Business Insolvencies Are Hitting New Highs In Canada

Business insolvencies across Canada more than doubled in January compared to a year earlier, surpassing even pre-pandemic levels for the month.

According to the Office of the Superintendent of Bankruptcy, there were 759 business insolvencies recorded, a staggering 129.3% increase from January 2023 and well above the 308 cases in January 2020 before the COVID-19 crisis began.

Experts point to the mid-January deadline for repaying pandemic-era government loans as a major contributing factor to this stark rise in bankruptcies and proposals. 

Simon Gaudreault, the Canadian Federation of Independent Business (CFIB) chief economist and vice president of research, told CTV News that for many struggling businesses, this looming cutoff date was “the straw that broke the camel’s back” amidst other challenges like inflation, labor shortages, higher interest rates, and waning consumer spending.

The loans in question are the Canada Emergency Business Account funds provided to nearly 900,000 companies and non-profits early in the pandemic. Up to $20,000 could be forgiven if the remaining balance was repaid by January 18th, 2024. Those who missed this deadline, and there were many according to Gaudreault, are facing having the outstanding amount convert to a three-year loan with 5% annual interest.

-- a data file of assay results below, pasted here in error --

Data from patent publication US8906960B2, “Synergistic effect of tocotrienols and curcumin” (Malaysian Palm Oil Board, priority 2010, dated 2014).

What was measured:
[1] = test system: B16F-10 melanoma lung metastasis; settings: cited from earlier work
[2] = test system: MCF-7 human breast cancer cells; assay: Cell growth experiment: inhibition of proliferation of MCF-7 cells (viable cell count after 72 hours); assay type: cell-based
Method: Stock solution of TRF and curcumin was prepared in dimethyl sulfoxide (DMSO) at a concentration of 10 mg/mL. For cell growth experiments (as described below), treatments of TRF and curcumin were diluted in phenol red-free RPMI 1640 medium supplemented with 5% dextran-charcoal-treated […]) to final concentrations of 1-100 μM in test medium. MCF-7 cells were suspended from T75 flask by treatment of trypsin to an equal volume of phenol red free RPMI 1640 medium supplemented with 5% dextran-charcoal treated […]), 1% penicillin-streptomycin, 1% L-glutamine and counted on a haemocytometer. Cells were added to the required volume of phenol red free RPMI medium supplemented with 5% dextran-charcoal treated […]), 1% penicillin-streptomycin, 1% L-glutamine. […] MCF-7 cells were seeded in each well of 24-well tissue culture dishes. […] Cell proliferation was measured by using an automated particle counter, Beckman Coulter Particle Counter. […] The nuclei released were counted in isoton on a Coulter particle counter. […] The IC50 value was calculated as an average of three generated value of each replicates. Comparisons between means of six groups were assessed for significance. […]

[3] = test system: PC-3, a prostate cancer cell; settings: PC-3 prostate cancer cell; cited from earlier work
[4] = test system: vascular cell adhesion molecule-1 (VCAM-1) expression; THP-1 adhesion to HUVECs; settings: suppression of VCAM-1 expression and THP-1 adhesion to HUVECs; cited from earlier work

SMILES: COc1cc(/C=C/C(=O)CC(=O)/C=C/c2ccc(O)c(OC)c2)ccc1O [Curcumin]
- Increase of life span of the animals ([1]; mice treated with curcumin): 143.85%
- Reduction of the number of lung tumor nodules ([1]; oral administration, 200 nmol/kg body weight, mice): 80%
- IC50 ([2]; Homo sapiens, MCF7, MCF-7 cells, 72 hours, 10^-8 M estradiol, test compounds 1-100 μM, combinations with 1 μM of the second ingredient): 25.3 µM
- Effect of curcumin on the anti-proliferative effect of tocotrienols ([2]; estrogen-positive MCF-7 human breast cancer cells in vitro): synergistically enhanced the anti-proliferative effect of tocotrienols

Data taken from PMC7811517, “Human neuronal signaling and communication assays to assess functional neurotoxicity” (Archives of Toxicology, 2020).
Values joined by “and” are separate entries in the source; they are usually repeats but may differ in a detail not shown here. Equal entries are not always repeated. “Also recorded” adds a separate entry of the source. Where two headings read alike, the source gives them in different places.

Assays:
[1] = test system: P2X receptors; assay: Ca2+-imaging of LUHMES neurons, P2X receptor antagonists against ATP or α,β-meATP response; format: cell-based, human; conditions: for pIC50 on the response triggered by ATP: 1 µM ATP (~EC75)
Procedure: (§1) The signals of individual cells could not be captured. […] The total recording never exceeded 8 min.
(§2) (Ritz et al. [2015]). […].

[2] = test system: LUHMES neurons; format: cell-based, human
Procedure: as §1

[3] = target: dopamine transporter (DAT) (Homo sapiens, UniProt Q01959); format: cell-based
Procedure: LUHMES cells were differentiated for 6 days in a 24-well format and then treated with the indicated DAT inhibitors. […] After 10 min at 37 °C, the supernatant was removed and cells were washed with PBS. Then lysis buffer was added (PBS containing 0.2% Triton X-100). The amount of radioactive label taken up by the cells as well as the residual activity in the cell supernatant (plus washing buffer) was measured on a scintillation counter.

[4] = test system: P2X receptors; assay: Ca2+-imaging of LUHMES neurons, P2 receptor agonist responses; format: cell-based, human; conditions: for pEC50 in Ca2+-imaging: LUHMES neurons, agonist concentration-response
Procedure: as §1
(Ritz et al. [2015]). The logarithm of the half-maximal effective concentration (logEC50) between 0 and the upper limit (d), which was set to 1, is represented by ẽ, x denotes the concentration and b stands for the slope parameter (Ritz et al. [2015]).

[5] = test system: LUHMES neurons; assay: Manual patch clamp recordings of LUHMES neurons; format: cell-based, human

Gaudreault warns the official insolvency numbers likely understate the severity, as many smaller operations opt to quietly shut down rather than file. There’s some relief however, as the deadline to refinance has been extended until the end of March. 

Sectors like accommodation/food services, retail, and construction saw particularly high spikes in insolvencies this January versus last year. Bankruptcies outpaced proposals in terms of year-over-year increases, though overall consumer insolvencies also rose by 23.5% compared to January 2023 levels.

Information for this story was found via CTV News, and the sources and companies mentioned. The author has no securities or affiliations related to the organizations discussed. Not a recommendation to buy or sell. Always do additional research and consult a professional before purchasing a security. The author holds no licenses.

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